A large crucifix hangs at the back of the stage. A long wooden bench stretches across the stage. A simple alter stands between the bench & the crucifix. A priest enters. He is a crouched-over old man with short, balding white hair and big Coke-Bottle glasses. He walks across the stage, blesses himself, genuflects and then sits on the bench facing the crucifix.
PRIEST: Good evening my Lord. I hope this day finds you well indeed like all the others.
[Takes out a napkin and wipes some sweat from his brow.]
PRIEST: This hot weather is not for the old I fear. It creeps into the blood and seems to accumulate there. It’s days like these that you miss those blissful days of youth. Those days when one could embrace the warmth in one’s heart without being overwhelmed by it. Ah, but sure those days are long gone from us now.
[His face curls into a boyish smile, and he supresses a giggle]
PRIEST: Mind you, the past did catch up to me today, all told. Well not so much ‘caught up’ more like found me again. I –
[A creak is heard, not unlike a door opening. PRIEST looks around checking for people.]
PRIEST: Well the day began like any other. I paid my Tuesday visit to Eileen and she’s…Well she’s feeling a lot better then she has been. Her legs are still playing up a bit, but well John’ll be back from college for the summer by the weekend so he’ll be able to help her. And Jim has started getting better at cooking the dinner and things since Nell’s passing and –
[He looks around again ensuring he is alone. He edges forward on his seat]
PRIEST: (lowering his voice slightly) Well the main thing that I wanted to talk to you about was that Rose is back in town. I saw her dressed in black velvet at John’s wake last Saturday; remember I told you about that? Well today she was going for a walk down the New Lane by Cleary’s. She says that she’ll be back for a week or so, from Chicago. That’s where she lives these days. She’s even picked up a Yankish twang.
PRIEST: [Almost Inaudible] She hasn’t aged a day in fifty-seven years. Her lily-white skin is just as…
[He reaches forward as if to stroke something in front of him. Catching a glimpse of his own hand, he retracts it violently.]
PRIEST: (Beginning to study his hand) Like withered weeds growing out of a grave.
[He staggers to his feet and walks to the alter. He studies his face in a brass Communion Cup. He studies the lines on his face.]
PRIEST: (unconvinced) Terrible sin vanity. It’s just despicable.
[Rubs his hands through his hair and stops on the bald-patch]
PRIEST: She wanted me once. Well she said that she did anyway.
PRIEST: (mutters) What can we ever really know. But those tears…those tears…they seemed real.
[He walks towards the stained-glass windows and stares into them. One Minute Pause]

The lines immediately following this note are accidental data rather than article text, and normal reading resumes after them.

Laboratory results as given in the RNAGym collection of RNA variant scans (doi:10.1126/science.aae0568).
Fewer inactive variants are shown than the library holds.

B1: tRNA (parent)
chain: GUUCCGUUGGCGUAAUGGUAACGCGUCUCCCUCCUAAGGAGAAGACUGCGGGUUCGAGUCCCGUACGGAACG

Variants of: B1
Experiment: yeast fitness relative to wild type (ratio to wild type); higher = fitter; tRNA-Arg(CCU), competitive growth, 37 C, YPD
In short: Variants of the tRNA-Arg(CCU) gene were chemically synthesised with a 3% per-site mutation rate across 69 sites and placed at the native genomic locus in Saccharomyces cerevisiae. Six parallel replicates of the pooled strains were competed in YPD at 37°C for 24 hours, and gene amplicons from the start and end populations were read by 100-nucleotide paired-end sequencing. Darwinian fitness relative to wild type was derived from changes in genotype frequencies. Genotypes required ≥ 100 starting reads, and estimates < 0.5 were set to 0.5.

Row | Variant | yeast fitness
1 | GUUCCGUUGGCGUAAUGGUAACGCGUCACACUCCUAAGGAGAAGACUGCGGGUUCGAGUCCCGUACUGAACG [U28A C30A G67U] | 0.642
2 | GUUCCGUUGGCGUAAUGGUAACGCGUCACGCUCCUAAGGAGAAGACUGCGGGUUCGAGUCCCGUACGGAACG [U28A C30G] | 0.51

PRIEST: (through a fake smile) She seems happy. Now that he’s passed. (Pause) I’m sorry that’s a terrible thing to say.
PRIEST: (assertive) Well she does. She never really felt that way about him. (Bitterly) But he did adore her. Followed her around like a love-sick puppy. Followed us around as it were. (more bitter) But then the calling (almost sarcastic) came and –
[A creak is heard from the back of the stage. He looks around awkwardly. With little enthusiasm he recites the Our Father. When he has finished he walks hunch-backed to the back of the stage, peers behind the curtain and then walks back towards the Crucifix. He blesses himself, genuflects and kneels at the stage]
PRIEST: She does seem happy now though. Her son’s just had a third child, but she doesn’t get to see him as often as she would like. They moved onto her daughter-in-law’s farm outside the city. Her father has been suffering from dementia for a number of years so they live out there near him. She says her son prefers for the children to be raised on a farm too. The city is just no place for a child. Too many negative influences, he says. And he’s right too. Not that –
[He turns abruptly behind him]
PRIEST: Not that I’d really know anything about what’s best for a child. (sighs) Or a wife for that matter. (Bitterly) She could have been mine. She’d wanted to be…Oh, I know, The Seventh Commandment . But she was mine before she was his and –
[Looks scared at the Crucifix]
PRIEST: (hesitating) I…I…know m…m…my vows.
PRIEST: (confident) But she came before them. Long, long before them. If it –
[Darts his head back and then forward to the crucifix again quickly]
PRIEST: (whispers) If it wasn’t for them, I might still have her.
[Throws his head in his hands.]
PRIEST: (shouts) I would still have her! She’d be there to hold me on those cold winter nights. She’d be there to –
[A creak from the back of the stage]
PRIEST: Oh Lord give me patience with these old walls. Are they trying to tell…
[Laces his fingers and places his head on them.]
PRIEST: Is it you? Are you trying to tell me to stop?…But stop what?…A confession?…A show of weakness?
[He throws up his hands, stands and walks eagerly towards the back of the stage. He stops at the Exit and pauses. He turns slowly to face the crucifix.]
PRIEST: (Softly) I never really got a choice either, you know…I know that we all have the freedom of choice since Adam and Eve…But parents as you know have a way of –
[He lets out a gasp and shuffles for a small golden crucifix around his neck, kisses it with shaking hands and holds it to his forehead repeating the Act of Contrition.]
PRIEST: I didn’t mean to blaspheme or compare myself to…well…you know.